"The voters deserve to hear from the two of us," Hawley said. "She is the one who is the incumbent, she's got this job, she wants to get hired again. She should defend her record, I am her challenger, I want to debate her person to person, face to face."

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  1. It’s funny when someone wins with a simple plurality rather than a majority. Though I’m sure that’s considered a mandate regardless.

    1. Last I looked there was no difference between winning by one vote or a million. The powers of being a Senator are the same.

      1. A true libertarian Senator would refuse to take his seat, Sinn Fein style, out of a refusal to swear allegiance to the Constitution as long as it contains the 17th Amendment.

        1. Here’s the text of the 17th amendment:

          The Senate of the United States shall be composed of two Senators from each State, elected by the people thereof, for six years; and each Senator shall have one vote. The electors in each State shall have the qualifications requisite for electors of the most numerous branch of the State legislatures.

          When vacancies happen in the representation of any State in the Senate, the executive authority of such State shall issue writs of election to fill such vacancies: Provided, That the legislature of any State may empower the executive thereof to make temporary appointments until the people fill the vacancies by election as the legislature may direct.

          Here is what a straight repeal of the 17th amendment would revert the constitution to:

          Article 1 Section 3:

          The Senate of the United States shall be composed of two Senators from each State, chosen by the Legislature thereof, for six Years; and each Senator shall have one Vote.

          … and if Vacancies happen by Resignation, or otherwise, during the Recess of the Legislature of any State, the Executive thereof may make temporary Appointments until the next Meeting of the Legislature, which shall then fill such Vacancies.

          I fail to see how repeal of the 17th amendment creates a result that a libertarian would consider a significant improvement over the 17th amendment.

          1. Someone passionate about this will have to chime in. As I’m always saying, I’ve long been on the opposite extreme (within limited-government enthusiasts) of the Ron Paul/Mises Institute extremist subsidiarists; I’m generally a rather weak one. I see the appeal of a 17A repeal, but I’m mostly neutral. I was just making a lighthearted joke.

          2. I can: had we been using the original system, the Republicans would have had at least a 60-40 majority in the Senate the past two years, and the Democrats probably wouldn’t have controlled the Senate in 2010.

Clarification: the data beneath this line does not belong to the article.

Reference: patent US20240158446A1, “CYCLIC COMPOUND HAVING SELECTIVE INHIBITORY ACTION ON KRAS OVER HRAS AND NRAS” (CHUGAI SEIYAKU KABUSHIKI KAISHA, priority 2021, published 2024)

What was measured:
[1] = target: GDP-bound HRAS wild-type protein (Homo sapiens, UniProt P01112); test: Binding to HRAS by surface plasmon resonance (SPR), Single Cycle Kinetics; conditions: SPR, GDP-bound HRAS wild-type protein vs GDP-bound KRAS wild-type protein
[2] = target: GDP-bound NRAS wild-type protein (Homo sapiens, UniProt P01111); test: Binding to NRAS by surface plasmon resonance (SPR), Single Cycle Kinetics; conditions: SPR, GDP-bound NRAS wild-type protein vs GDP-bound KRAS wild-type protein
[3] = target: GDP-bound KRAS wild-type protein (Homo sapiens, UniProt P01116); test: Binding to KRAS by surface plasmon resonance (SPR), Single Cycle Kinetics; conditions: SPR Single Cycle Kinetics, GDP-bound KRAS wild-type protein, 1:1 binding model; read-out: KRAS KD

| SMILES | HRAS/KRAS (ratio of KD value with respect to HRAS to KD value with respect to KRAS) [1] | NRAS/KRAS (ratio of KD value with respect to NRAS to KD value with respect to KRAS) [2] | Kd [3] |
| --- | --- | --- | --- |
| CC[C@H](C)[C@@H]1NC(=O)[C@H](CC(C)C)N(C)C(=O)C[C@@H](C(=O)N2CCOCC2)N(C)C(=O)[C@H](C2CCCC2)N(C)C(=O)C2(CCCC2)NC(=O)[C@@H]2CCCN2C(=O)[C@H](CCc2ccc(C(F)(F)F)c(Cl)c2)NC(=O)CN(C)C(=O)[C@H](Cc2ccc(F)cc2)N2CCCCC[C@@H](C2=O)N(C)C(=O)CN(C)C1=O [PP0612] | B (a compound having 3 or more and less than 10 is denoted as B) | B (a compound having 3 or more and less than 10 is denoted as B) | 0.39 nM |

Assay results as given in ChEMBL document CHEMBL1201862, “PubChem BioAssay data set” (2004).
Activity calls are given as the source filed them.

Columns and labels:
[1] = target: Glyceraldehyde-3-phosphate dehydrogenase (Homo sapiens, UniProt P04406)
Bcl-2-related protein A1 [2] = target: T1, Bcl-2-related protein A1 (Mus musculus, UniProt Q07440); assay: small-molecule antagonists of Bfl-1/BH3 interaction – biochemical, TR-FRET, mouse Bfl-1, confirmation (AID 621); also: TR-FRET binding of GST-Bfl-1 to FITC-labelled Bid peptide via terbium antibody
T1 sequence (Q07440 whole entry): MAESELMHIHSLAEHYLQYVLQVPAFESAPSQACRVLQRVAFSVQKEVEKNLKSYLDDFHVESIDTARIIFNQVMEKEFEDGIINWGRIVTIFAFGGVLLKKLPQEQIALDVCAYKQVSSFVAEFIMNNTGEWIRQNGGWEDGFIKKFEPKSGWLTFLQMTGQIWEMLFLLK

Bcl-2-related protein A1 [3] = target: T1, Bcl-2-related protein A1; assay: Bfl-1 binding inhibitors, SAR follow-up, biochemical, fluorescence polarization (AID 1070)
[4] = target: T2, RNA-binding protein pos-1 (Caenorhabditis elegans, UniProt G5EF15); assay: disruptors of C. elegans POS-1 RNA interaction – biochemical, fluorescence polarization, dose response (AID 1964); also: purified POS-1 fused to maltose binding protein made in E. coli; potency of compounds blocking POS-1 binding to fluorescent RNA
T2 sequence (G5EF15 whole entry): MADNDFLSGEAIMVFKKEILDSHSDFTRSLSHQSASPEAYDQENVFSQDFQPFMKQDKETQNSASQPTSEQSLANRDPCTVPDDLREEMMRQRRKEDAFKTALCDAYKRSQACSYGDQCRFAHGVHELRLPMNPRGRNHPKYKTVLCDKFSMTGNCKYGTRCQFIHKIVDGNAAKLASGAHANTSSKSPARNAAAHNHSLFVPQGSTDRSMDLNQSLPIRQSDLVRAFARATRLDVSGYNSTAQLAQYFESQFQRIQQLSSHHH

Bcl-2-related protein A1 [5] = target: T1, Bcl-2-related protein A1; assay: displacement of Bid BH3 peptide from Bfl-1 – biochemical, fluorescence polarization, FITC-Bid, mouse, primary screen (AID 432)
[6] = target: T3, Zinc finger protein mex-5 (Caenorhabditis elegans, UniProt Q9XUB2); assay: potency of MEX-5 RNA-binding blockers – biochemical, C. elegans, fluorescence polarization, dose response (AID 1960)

Obamacare wouldn’t have seen the light of day.

            1. Sure. Because all of the state legislature races would have turned out exactly the same had there been no 17th amendment. Right?

          3. I think the original design for the Senate served to slow the accretion of power to the federal government. Because states had the power to resist growing hegemony from the feds by directly instructing their senators to vote accordingly. The more dispersed power is, the better it is from a libertarian point of view IMO.

            1. That’s great in theory. But in practice, by the 1910s, the federal govt had already become so powerful relative to the states, that the most important issue in state legislature elections was who the legislator would vote for in the Senate election. So you already had semi-direct election of senators even before the 17th amendment.

              Much like our presidential elections are primarily about SCOTUS nominations, because SCOTUS basically runs the country at this point, with no term limits, no reelections, and no meaningful checks and balances against them. Not what the founders intended, obviously.

    2. I’ll grant that McCaskill’s no supermodel, but I think calling it a mandate with her is too harsh.

      1. Given the slanders on Ron DeSantis, it’s pretty safe to say that if Phil Scott even utters the word “mandate” during his reelection campaign, he’ll be accused of transphobic dog whistling.

        Though fuck it, I hope he loses–and I don’t say that casually. Kelly Ayotte his ass, Vermont!

        1. I can’t honestly claim to know what “Kelly Ayotte-ing someone’s ass” means, but I nonetheless feel no hesitation in expressing my support for the promulgation thereof.